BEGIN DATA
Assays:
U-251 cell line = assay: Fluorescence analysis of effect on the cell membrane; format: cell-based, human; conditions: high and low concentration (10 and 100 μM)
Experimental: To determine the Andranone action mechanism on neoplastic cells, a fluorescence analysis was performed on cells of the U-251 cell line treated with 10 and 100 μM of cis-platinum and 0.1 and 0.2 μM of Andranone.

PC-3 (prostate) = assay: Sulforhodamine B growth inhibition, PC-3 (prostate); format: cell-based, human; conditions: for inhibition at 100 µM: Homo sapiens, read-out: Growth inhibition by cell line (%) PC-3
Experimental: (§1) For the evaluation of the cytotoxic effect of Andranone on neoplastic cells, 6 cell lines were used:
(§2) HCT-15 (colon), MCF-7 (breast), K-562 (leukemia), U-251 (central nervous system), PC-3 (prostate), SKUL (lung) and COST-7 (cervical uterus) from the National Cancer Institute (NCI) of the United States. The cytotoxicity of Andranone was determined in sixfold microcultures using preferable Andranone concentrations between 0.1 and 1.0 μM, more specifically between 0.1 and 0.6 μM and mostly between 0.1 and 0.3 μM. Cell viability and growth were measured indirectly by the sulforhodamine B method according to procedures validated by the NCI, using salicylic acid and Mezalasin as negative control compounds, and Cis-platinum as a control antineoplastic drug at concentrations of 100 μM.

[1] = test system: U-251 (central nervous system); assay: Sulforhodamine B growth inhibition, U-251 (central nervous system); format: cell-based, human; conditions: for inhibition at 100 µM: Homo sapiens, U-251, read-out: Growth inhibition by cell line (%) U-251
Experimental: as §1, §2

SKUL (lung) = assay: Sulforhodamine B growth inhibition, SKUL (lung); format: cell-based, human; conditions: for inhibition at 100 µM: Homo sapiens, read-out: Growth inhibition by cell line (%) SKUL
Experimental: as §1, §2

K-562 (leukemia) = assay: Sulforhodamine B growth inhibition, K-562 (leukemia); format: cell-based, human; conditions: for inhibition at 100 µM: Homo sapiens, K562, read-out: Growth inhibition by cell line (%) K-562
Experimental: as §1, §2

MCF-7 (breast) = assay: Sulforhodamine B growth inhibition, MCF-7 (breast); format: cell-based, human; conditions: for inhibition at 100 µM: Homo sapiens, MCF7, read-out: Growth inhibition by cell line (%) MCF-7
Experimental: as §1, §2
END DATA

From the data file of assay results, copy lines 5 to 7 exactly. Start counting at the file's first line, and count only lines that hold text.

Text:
Experimental: (§1) For the evaluation of the cytotoxic effect of Andranone on neoplastic cells, 6 cell lines were used:
(§2) HCT-15 (colon), MCF-7 (breast), K-562 (leukemia), U-251 (central nervous system), PC-3 (prostate), SKUL (lung) and COST-7 (cervical uterus) from the National Cancer Institute (NCI) of the United States. The cytotoxicity of Andranone was determined in sixfold microcultures using preferable Andranone concentrations between 0.1 and 1.0 μM, more specifically between 0.1 and 0.6 μM and mostly between 0.1 and 0.3 μM. Cell viability and growth were measured indirectly by the sulforhodamine B method according to procedures validated by the NCI, using salicylic acid and Mezalasin as negative control compounds, and Cis-platinum as a control antineoplastic drug at concentrations of 100 μM.

[1] = test system: U-251 (central nervous system); assay: Sulforhodamine B growth inhibition, U-251 (central nervous system); format: cell-based, human; conditions: for inhibition at 100 µM: Homo sapiens, U-251, read-out: Growth inhibition by cell line (%) U-251